New York, NY, December 30, 2010 … The Anti-Defamation League (ADL) said today it is "deeply disturbed" at the reported 14 percent statewide increase in the number of hate crimes targeting minorities in New York in 2009.
According to the Hate Crime in New York State 2009 Annual Report issued by the state Division of Criminal Justice Services, Jews were the minority group most frequently targeted by hate crimes, accounting for 37 percent of incidents reported statewide. Other frequently targeted minority groups included Blacks (21 percent), gays (12 percent) and Hispanics (6 percent).
Ron Meier, New York Regional Director, issued the following statement:
We are deeply disturbed by the 14 percent increase in hate crimes across New York State in 2009. It is clear that bias-motivated acts are disturbingly prevalent across the state and that there is much work to be done to counteract them.
We are particularly concerned that Jews and Jewish institutions continue to be targeted for hate crimes more than any other minority group in the state, and at a level that remains disturbingly high. These statistics underscore the fact that more work needs to be done to address anti-Semitism in our society.
Hate crimes impact more than just one person and can instill a sense of fear and insecurity within an entire community. That is why it is so important for law enforcement and our political leadership to recognize the problem of prejudice and bigotry in New York State and to proactively address hate crime through training, education and advocacy.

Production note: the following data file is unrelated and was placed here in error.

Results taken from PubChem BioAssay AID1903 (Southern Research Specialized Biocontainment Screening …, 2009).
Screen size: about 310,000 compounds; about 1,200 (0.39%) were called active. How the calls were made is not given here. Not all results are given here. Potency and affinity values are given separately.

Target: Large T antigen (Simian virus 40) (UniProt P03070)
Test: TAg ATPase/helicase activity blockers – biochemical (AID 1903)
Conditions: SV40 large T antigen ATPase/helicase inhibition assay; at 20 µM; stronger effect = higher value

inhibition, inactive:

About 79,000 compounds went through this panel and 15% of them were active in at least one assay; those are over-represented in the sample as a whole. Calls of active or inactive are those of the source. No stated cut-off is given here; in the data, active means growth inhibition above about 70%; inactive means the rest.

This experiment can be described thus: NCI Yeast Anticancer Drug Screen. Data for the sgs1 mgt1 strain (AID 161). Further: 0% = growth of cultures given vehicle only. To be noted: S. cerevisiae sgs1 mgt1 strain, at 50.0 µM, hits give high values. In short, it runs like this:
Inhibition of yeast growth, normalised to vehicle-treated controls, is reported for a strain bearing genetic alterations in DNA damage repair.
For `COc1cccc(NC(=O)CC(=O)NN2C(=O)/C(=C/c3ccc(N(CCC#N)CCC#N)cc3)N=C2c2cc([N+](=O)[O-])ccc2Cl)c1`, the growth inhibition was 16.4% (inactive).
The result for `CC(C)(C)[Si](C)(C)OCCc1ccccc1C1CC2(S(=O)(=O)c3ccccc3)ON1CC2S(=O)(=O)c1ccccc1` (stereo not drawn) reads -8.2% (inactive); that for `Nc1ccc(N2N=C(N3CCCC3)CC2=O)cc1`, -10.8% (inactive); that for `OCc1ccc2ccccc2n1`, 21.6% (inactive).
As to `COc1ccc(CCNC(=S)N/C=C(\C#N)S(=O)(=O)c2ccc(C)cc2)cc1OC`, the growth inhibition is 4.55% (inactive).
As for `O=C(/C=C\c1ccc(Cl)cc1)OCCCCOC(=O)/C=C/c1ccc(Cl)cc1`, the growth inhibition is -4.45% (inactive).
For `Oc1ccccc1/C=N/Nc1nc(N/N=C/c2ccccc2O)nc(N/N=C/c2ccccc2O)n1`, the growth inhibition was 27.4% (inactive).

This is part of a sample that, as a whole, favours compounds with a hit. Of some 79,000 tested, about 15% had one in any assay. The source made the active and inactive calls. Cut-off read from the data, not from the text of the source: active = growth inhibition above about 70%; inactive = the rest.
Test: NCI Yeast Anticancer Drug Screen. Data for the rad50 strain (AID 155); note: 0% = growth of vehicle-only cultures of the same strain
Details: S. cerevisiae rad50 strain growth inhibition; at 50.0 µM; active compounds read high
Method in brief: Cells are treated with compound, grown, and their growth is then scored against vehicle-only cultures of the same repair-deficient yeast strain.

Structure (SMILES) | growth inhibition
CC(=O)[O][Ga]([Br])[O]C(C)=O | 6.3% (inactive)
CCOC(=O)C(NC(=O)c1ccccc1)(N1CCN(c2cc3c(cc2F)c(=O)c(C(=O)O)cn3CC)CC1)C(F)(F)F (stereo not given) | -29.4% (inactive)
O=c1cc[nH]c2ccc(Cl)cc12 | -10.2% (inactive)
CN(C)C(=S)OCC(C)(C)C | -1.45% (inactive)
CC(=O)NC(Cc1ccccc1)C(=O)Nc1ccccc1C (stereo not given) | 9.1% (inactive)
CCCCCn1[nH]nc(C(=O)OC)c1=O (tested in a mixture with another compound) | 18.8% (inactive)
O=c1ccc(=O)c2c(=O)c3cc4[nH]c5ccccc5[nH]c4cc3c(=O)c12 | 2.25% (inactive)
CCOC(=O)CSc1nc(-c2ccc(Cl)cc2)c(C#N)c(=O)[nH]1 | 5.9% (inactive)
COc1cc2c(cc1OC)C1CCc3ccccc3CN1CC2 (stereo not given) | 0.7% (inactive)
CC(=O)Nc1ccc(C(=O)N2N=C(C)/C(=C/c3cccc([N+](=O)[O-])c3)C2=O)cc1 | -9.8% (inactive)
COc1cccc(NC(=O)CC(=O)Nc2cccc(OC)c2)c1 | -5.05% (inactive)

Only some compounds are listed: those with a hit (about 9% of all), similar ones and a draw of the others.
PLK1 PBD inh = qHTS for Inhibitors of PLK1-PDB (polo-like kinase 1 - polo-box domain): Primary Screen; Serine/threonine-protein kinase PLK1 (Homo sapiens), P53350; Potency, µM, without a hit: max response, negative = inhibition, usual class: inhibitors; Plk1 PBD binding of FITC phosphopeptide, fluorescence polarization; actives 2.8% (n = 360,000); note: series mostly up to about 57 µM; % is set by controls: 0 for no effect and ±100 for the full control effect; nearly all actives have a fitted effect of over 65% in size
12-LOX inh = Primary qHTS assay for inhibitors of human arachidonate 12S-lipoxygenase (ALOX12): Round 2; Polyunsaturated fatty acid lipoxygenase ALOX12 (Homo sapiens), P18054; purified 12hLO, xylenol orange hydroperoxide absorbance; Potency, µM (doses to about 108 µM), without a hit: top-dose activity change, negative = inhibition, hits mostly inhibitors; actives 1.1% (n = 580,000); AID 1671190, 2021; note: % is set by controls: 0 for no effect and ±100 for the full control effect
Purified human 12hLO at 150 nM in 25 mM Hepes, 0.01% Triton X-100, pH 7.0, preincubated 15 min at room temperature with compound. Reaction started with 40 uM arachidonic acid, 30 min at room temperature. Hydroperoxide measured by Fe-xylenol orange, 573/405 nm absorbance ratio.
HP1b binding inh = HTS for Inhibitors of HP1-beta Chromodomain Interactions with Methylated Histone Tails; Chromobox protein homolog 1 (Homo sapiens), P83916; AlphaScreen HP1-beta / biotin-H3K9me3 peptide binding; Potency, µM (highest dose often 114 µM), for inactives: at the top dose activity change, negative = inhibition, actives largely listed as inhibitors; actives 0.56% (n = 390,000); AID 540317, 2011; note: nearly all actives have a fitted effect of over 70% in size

We are heartened by the finding that more local communities are reporting hate incidents to the state. Hate crimes statistics are important to assess the true scope of the problem and to ensure that appropriate resources are allocated to respond.
ADL's annual Audit of Anti-Semitic Incidents counted 209 anti-Jewish acts -- including harassment, assaults and vandalism -- across New York State in 2009, compared with 207 incidents in 2008.
The League has increasingly been approached to provide specialized training to the law enforcement community on how to response to a hate incidents in New York and across the country.
The Anti-Defamation League, founded in 1913, is the world's leading organization fighting anti-Semitism through programs and services that counteract hatred, prejudice and bigotry.